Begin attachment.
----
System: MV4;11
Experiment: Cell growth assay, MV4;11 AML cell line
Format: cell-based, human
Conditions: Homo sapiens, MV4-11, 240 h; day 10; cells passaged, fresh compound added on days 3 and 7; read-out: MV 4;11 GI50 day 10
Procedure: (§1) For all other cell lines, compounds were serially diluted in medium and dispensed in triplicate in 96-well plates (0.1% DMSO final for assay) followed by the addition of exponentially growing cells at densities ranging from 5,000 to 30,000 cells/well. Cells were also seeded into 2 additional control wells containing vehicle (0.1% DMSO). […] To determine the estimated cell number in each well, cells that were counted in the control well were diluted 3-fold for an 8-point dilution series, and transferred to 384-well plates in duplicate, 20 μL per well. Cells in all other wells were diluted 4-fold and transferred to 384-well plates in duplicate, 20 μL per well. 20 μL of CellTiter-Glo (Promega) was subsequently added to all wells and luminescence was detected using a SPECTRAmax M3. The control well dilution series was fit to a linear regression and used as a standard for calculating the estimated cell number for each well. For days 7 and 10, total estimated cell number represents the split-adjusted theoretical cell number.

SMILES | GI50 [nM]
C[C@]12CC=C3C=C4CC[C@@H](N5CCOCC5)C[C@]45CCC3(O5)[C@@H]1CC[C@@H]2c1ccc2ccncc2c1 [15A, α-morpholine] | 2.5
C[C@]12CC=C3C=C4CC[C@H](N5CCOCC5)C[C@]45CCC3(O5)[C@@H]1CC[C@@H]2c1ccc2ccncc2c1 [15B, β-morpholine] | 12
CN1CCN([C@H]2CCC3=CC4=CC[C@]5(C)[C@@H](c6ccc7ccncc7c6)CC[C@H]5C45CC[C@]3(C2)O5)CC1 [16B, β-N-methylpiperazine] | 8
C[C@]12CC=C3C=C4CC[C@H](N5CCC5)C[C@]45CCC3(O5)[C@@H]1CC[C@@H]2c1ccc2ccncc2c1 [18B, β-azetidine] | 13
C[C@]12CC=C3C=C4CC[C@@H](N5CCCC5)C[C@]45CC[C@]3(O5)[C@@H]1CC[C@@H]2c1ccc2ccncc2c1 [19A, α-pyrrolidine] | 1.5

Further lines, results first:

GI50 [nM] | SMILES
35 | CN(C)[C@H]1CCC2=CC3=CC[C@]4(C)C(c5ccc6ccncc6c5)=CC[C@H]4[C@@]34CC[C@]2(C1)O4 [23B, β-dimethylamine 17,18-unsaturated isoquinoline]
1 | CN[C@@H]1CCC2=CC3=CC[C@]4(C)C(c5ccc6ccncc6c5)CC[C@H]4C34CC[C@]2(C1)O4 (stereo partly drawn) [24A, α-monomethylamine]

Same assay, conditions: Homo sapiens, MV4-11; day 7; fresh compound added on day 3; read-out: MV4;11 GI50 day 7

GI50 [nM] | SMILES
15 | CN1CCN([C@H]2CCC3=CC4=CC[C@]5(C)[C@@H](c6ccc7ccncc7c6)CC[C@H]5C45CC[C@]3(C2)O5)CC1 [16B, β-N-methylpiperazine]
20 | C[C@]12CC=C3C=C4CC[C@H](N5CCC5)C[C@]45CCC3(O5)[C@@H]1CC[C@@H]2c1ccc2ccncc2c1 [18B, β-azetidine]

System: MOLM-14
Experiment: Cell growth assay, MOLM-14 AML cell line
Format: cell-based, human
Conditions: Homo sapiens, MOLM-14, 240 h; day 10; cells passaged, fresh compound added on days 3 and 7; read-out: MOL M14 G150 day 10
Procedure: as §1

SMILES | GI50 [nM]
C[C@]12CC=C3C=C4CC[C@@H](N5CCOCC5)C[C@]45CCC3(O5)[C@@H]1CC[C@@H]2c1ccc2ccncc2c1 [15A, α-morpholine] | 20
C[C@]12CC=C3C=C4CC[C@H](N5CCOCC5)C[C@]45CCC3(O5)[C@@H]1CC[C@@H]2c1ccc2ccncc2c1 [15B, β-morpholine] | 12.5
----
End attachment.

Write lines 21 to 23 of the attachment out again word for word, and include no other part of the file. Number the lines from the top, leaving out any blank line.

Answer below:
Experiment: Cell growth assay, MOLM-14 AML cell line
Format: cell-based, human
Conditions: Homo sapiens, MOLM-14, 240 h; day 10; cells passaged, fresh compound added on days 3 and 7; read-out: MOL M14 G150 day 10